Those statements, which are so often included in wedding ceremonies, wouldn’t make any sense in a consumer relationship. If the baristas at Starbucks start spitting in my coffee, well, they are not going to be getting my $2.23 for a grande dark roast, which, by the way, I get with no room for cream or sugar. (Just mentioning that in case anyone ever wants to get me one.)
So, what does this have to do with anything? Let me come back to where I started. John and Jessica, your relationship in marriage is a covenant relationship. It’s to be a place where you truly know each other and deeply love one another—unconditionally.
And the reason that God has designed marriage to work this way is because it displays to the world the way God loves people in the gospel. This is the heart of Christianity. Christians do not believe that God loves us because we have done good; that would be a consumer relationship. Rather, at the heart of Christianity is the covenant love of God.
The sad truth is that all of us, according to the Bible, are more like a faithless bride than a faithful one. Or to put it another way, we have spit in God’s coffee. And the gospel is the good news that, in Jesus, God has undertaken a rescue mission to win back his bride. It’s the good news that God sent his Son, Jesus, to do what we could not, would not, did not do.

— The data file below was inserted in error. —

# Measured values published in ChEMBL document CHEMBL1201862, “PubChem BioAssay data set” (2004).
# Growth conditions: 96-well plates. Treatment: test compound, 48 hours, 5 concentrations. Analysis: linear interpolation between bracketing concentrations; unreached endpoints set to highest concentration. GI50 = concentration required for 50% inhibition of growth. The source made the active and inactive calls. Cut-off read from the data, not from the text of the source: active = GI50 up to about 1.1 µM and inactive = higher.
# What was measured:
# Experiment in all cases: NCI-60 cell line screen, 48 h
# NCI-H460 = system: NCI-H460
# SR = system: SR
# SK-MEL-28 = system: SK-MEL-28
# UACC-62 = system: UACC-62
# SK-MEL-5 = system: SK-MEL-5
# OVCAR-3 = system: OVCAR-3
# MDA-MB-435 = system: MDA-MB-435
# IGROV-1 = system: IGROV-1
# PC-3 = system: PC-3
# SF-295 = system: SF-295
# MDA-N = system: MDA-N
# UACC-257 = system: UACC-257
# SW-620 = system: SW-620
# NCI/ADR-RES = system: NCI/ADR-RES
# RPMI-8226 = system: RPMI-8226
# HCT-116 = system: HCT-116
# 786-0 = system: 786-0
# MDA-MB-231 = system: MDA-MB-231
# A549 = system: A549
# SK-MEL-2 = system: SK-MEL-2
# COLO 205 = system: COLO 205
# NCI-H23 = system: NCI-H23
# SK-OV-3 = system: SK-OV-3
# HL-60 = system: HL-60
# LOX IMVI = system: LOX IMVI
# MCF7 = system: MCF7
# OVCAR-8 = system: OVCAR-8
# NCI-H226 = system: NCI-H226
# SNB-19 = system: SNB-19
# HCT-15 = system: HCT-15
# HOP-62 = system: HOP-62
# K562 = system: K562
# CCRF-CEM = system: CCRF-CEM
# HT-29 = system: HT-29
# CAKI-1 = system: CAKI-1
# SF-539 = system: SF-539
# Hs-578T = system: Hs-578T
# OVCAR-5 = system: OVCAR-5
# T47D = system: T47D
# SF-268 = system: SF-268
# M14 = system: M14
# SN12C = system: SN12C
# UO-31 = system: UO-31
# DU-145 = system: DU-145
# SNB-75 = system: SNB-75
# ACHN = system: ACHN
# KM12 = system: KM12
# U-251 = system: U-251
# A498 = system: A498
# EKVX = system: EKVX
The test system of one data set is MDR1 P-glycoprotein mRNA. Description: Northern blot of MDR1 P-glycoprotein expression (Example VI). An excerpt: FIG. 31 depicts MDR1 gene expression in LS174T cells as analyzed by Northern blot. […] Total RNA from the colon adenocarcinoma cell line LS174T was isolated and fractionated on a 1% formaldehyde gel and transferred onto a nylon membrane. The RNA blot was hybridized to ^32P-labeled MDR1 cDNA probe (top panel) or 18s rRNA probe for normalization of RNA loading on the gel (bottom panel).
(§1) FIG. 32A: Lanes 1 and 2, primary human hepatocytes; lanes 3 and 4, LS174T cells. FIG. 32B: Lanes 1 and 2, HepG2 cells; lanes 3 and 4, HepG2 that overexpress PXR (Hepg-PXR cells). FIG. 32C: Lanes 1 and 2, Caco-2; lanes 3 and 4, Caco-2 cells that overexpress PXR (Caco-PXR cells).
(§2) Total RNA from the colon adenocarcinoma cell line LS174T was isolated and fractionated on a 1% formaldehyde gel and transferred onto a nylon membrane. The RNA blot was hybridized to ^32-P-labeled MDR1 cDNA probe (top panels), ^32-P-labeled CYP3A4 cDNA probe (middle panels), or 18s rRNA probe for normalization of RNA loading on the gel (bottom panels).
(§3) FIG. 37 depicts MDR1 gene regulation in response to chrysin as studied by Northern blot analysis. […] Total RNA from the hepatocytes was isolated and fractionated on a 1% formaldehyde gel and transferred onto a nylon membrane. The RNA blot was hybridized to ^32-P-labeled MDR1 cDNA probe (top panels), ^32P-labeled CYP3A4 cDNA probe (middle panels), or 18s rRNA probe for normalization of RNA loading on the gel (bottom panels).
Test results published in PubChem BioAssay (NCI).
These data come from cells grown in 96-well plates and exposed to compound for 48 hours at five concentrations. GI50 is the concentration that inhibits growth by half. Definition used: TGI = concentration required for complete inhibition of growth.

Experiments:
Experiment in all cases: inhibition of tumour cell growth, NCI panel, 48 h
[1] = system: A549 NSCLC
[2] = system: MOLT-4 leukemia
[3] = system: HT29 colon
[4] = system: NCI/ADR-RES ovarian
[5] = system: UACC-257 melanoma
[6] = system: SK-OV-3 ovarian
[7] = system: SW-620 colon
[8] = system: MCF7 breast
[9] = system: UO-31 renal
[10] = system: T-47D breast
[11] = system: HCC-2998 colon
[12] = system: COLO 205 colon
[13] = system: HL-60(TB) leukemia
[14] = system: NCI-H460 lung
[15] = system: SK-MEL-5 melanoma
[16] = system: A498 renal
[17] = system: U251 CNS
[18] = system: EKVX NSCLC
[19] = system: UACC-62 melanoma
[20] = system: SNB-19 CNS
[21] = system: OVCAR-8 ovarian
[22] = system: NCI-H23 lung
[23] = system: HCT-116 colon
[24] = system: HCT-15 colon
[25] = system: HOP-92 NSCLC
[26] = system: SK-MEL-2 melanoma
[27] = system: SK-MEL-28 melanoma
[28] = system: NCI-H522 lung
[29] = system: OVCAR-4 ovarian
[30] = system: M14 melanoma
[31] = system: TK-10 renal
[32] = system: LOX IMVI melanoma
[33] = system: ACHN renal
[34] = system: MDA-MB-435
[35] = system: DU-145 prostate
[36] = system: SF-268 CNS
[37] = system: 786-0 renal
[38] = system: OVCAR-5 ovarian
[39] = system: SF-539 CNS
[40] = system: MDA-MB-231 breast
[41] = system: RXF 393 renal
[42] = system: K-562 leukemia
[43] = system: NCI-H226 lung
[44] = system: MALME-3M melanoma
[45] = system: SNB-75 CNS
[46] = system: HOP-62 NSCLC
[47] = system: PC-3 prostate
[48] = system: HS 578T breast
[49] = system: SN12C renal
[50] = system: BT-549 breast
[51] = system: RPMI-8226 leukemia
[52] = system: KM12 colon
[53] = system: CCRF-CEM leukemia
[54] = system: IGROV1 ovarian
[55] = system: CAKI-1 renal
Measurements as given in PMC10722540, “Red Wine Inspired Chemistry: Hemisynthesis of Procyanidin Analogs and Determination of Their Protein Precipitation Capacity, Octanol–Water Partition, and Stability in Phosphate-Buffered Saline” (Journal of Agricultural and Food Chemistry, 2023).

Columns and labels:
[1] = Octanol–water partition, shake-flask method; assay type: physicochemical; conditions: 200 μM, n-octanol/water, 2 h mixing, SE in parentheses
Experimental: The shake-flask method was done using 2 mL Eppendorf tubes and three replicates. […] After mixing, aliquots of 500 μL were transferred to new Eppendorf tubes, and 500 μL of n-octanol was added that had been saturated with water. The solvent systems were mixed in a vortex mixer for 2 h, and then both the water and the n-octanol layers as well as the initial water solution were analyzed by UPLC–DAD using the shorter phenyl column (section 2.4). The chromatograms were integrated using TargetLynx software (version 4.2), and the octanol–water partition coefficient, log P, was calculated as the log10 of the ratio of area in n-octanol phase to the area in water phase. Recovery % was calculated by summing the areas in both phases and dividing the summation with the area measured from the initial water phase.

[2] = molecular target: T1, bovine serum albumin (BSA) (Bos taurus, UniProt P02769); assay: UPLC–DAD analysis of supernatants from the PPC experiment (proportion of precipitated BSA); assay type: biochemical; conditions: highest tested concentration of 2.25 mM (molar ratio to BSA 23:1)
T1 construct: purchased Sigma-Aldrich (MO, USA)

The Bible teaches that Jesus lived a perfect life; he was utterly faithful to God the Father, and loved him supremely. And then out of love for God, Jesus went to a cross and died, suffering the ultimate punishment for sin.
Marriage is to display this. Specifically, you John, as a husband and based on the passage of Scripture just read (Ephesians 5:22-31), are to love Jessica as Jesus loves you: sacrificially and unconditionally. This is a high and honorable calling.
And Jessica, your beautiful part is to represent the Church—the part of a loving, responsive, committed Church. Jessica, as an equal in person and value, you are to be John’s best friend and his most devoted helper, that together, you may accomplish the purposes of God, and in doing this, you will display to the world the beauty and blessing that it is for us, the Church, to follow God. You also have a high and beautiful calling.
I want to end with this. Yes, you have your roles to play and yes, you ought to do them well, just as we all ought to do them, but you must remember something in the process: God loves you, both of you, John and Jessica. And though you will both inadequately display the gospel in your marriage, remember that you are not saved because you do right, but because God loved you even while you were at your worst, and he continues to love you. May this gospel of the covenant love of God be the centerpiece of your life together.
[Photo by Josh Felise / Unsplash]